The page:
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Edge-Removal and Non-Crossing Configurations in Geometric Graphs

Abstract : A geometric graph is a graph G = (V, E) drawn in the plane, such that V is a point set in general position and E is a set of straight-line segments whose endpoints belong to V. We study the following extremal problem for geometric graphs: How many arbitrary edges can be removed from a complete geometric graph with n vertices such that the remaining graph still contains a certain non-crossing subgraph. The non-crossing subgraphs that we consider are perfect matchings, subtrees of a given size, and triangulations. In each case, we obtain tight bounds on the maximum number of removable edges.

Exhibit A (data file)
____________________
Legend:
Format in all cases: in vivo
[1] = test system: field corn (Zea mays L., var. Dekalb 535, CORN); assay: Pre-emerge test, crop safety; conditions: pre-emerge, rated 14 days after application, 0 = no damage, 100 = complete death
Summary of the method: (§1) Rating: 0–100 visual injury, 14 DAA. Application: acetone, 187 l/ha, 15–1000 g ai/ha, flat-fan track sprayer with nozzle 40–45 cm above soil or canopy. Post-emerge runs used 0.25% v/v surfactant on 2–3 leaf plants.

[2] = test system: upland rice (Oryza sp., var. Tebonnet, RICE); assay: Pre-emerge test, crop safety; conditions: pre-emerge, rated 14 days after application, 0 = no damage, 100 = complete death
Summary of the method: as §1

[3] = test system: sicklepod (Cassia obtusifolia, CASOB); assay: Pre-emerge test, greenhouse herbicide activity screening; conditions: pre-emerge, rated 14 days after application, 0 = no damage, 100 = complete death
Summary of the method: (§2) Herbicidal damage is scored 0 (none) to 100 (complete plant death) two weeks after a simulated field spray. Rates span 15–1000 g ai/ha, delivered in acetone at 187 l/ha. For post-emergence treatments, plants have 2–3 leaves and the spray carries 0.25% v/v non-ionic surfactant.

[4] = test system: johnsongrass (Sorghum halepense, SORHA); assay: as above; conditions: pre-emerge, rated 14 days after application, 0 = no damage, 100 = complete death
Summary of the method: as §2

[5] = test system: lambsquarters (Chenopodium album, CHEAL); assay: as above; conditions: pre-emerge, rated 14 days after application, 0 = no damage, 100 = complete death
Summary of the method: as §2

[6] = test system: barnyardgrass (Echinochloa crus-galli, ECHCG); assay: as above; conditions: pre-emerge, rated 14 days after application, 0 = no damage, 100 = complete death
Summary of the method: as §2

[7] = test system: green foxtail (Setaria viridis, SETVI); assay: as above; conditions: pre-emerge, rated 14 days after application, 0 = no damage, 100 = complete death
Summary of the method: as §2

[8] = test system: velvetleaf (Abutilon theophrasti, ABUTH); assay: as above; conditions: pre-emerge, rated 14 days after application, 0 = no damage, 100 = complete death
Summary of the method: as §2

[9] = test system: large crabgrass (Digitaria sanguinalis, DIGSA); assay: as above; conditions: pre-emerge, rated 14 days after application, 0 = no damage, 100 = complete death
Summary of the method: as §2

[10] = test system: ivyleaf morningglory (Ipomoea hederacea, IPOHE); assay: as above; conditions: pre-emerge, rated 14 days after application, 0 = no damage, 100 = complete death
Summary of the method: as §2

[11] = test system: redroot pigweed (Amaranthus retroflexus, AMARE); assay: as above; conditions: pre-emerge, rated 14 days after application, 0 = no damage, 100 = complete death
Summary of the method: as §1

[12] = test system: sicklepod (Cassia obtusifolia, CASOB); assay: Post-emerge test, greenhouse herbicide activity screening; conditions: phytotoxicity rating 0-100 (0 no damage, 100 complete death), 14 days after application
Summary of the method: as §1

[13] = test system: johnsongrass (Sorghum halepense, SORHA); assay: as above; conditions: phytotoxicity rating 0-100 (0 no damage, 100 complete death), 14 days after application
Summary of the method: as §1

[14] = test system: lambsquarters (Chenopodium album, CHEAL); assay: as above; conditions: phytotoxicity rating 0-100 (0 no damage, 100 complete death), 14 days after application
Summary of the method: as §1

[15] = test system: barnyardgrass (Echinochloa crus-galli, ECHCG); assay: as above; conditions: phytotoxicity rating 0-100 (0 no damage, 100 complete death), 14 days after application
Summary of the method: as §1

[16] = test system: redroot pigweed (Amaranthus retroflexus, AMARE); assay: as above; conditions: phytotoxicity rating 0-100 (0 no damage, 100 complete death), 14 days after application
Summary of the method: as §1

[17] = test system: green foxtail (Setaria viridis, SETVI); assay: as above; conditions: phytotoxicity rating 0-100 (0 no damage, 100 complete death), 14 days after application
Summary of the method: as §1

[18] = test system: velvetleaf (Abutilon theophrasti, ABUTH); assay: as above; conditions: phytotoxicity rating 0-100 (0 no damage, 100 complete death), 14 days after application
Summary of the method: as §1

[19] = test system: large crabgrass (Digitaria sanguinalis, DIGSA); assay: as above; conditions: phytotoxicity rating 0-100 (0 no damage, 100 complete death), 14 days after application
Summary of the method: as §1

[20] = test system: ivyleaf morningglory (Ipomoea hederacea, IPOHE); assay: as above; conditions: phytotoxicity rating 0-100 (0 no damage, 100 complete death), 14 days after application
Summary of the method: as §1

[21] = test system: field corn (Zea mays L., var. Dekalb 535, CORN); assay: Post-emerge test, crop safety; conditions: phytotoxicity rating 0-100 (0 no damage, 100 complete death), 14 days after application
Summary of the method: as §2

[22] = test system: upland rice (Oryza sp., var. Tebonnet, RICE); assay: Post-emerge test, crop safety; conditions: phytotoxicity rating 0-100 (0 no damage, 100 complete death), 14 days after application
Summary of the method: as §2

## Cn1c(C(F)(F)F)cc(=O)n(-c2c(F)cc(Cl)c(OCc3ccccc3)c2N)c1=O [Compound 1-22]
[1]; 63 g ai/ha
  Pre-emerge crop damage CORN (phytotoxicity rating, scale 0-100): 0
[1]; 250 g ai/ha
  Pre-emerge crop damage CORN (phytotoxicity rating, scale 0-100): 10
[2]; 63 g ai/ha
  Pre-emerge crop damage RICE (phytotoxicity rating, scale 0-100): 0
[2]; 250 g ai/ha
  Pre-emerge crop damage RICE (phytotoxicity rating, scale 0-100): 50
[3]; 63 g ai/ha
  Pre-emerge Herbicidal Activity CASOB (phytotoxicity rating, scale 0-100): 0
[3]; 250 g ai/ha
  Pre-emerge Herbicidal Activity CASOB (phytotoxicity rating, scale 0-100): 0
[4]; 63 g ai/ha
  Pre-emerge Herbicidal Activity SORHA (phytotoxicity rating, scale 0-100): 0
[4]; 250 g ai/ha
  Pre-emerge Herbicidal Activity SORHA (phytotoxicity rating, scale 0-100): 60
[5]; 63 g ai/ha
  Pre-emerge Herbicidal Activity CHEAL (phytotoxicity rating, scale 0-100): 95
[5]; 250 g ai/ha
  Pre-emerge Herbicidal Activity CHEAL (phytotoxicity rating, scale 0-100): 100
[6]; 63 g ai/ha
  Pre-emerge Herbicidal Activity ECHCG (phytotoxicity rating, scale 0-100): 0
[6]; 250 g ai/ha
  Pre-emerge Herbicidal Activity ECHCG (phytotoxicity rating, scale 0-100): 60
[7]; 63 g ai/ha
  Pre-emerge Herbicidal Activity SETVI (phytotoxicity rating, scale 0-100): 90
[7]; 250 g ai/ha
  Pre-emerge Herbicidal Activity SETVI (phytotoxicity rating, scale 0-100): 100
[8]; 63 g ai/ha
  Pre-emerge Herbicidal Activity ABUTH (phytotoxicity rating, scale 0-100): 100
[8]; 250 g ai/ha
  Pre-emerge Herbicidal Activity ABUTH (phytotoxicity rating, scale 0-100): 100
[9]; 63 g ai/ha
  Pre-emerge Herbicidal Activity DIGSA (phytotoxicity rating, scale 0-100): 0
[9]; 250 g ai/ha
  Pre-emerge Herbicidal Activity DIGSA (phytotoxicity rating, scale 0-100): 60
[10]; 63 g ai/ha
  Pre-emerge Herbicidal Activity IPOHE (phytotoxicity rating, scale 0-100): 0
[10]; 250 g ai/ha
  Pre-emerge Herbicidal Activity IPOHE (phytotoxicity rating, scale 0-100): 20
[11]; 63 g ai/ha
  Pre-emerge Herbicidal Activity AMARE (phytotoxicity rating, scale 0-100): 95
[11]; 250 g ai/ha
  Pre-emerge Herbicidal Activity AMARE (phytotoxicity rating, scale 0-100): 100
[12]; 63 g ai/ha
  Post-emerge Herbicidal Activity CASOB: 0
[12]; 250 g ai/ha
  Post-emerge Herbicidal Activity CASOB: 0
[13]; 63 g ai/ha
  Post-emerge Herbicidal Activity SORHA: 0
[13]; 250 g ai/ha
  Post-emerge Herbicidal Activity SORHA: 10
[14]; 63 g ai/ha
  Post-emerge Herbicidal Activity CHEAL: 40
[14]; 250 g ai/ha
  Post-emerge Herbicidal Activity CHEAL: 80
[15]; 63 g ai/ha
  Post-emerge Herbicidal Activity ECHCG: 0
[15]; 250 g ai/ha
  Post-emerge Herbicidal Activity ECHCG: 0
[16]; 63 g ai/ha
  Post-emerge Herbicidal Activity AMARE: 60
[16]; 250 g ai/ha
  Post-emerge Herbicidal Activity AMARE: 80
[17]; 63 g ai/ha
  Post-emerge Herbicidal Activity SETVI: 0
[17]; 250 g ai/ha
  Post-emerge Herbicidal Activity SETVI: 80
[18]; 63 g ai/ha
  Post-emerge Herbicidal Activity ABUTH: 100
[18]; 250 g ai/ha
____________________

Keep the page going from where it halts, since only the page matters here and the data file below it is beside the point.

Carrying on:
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Oswin Aichholzer, Sergio Cabello, Ruy Fabila-Monroy, David Flores-Peñaloza, Thomas Hackl, et al.. Edge-Removal and Non-Crossing Configurations in Geometric Graphs. Discrete Mathematics and Theoretical Computer Science, DMTCS, 2010, 12 (1), pp.75-86. ⟨hal-00990435⟩

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